Working from an abandoned monastery in Tuscany Emily young is creating timeless stone carvings that bring the natural beauty and energy of stone to the fore.
Emily’s pieces meditate on time and our relationship and impact with the earth culminating in collaborative expressions. Great heads, torsos and discs are forged in “the work field”; Emily’s outdoor work studio where she gradually chips away to reveal the character of the stone; letting its impurities guide her hand.
“when I carve a face into the stone, I seem to be acting out my self consciousness onto the stone, a stone that holds some of the history of the globe, formed of the very same original kind of material that I am formed of – a process begun billions and billions of years ago in the origins of our universe. I put a little modern consciousness back onto nature, who made both me and the stone. I carve the stone into familiar forms, carrying with them an emotional charge; the forms are beautiful, the stone broken. The expressions of sadness, of reflection, are easy to read – I like to think that anyone who ever lived on Earth, anywhere, any-when, would recognise these form”.
Emily describes her sculptures as “fictional archeology” that don’t belong to a time or period but poses the magic of all ages. She is repelled at the thought of white marble and it’s constrained characterisation; a surprising admission by the granddaughter of Kathleen Scott; a colleague of Augustin Rodin. But Emily is passionate about the elemental quality found in rocks and is drawn to working with its impurities, sometimes they appear like tumours bearing the afflictions of the earth, others almost embryonic when the light passes through them and some complete facial features with their textures, layers and veins.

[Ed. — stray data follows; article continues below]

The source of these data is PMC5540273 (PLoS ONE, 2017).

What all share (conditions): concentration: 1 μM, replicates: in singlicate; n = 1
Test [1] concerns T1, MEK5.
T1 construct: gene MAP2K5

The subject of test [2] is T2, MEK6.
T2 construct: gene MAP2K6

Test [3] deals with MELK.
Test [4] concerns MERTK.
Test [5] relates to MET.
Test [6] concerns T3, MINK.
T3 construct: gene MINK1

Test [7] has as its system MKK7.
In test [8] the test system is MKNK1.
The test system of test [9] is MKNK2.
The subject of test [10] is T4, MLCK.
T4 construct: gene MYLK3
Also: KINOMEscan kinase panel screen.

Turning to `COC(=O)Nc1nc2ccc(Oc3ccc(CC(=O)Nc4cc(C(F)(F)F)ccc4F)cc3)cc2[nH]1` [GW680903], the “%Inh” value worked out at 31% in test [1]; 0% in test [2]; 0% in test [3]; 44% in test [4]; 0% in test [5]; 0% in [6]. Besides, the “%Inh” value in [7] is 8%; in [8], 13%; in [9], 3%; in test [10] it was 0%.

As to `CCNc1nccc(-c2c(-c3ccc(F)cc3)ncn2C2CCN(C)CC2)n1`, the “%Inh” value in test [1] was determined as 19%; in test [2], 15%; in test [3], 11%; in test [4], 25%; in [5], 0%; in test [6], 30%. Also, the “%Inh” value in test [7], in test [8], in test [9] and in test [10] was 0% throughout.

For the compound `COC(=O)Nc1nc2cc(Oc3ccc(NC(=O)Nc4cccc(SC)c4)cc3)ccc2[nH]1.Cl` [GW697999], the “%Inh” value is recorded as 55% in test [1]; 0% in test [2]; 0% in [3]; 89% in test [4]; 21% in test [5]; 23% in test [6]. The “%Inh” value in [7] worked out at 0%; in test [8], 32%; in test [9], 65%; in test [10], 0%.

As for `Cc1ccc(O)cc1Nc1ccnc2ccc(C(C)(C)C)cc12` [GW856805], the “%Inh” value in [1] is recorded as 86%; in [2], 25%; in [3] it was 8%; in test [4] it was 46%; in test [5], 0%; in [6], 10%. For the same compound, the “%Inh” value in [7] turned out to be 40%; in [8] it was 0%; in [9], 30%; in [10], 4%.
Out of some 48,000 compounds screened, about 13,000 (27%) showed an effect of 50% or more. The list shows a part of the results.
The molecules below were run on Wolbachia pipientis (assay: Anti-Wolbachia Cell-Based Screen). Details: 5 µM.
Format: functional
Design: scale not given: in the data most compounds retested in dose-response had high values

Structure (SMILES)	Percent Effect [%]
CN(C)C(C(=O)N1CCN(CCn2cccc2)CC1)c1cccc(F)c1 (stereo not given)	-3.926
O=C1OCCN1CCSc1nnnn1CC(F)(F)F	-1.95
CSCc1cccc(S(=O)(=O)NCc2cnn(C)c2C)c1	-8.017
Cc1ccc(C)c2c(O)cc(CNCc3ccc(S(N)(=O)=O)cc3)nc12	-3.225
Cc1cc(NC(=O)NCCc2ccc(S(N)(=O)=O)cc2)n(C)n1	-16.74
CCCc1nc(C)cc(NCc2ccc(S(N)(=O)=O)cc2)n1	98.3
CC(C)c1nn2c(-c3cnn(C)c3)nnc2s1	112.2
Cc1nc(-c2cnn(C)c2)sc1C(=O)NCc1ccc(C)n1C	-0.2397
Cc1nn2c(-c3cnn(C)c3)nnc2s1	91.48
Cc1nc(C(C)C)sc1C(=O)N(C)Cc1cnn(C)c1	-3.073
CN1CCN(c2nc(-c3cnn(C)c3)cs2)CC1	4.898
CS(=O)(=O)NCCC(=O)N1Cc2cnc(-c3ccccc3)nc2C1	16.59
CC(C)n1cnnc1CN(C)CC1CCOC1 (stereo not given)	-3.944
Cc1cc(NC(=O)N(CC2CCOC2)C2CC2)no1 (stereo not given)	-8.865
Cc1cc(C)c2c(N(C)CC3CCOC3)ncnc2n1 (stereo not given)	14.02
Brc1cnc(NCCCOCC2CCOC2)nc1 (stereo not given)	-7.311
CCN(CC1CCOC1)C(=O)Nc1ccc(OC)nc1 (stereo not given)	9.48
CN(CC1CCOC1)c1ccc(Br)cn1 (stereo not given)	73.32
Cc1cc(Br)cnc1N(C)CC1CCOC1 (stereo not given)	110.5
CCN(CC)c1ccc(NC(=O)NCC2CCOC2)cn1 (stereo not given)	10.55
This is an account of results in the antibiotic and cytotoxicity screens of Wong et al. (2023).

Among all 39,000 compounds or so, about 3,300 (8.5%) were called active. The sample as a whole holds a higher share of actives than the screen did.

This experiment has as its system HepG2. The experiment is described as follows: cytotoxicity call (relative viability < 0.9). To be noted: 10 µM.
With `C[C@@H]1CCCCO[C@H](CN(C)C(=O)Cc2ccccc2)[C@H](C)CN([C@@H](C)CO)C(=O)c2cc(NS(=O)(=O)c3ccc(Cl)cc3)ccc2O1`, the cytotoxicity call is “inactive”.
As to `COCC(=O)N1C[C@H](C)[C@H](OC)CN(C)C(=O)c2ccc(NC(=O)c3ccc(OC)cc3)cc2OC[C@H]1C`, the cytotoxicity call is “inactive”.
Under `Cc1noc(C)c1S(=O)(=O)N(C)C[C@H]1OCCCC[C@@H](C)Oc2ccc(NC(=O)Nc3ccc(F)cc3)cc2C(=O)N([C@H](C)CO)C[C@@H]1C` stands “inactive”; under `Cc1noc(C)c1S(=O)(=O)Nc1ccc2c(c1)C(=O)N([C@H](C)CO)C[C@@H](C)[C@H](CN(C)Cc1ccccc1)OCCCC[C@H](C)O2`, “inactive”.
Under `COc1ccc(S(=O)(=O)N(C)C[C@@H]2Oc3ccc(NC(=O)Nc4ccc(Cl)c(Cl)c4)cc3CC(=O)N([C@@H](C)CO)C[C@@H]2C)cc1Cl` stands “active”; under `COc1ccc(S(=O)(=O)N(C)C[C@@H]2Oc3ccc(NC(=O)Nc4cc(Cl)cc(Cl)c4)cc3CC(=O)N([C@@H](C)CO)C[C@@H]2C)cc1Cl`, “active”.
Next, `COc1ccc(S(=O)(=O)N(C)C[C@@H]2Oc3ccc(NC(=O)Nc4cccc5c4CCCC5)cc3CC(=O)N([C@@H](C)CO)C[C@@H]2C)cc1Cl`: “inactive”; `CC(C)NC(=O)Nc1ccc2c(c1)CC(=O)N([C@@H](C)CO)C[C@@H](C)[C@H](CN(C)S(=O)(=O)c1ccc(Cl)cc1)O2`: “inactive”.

“The loveliness, power and strength in the stone is the raw beauty of nature herself; I can put a more or less familiar shape onto it, like a suit of clothes, and then eyes can look in and see what has been there for millions or billions of years, made with water, made with fire and gravity, made with time; majestic and ancient, and alien, our ancestor, part of that from which we came.”
Ultimately, Emily Young the philosopher, philanthropist and activist enables a poetic beauty in her art, a poetic justice that allows the earth to speak for itself and educate those that want to listen.
Quotes taken emilyyoung.com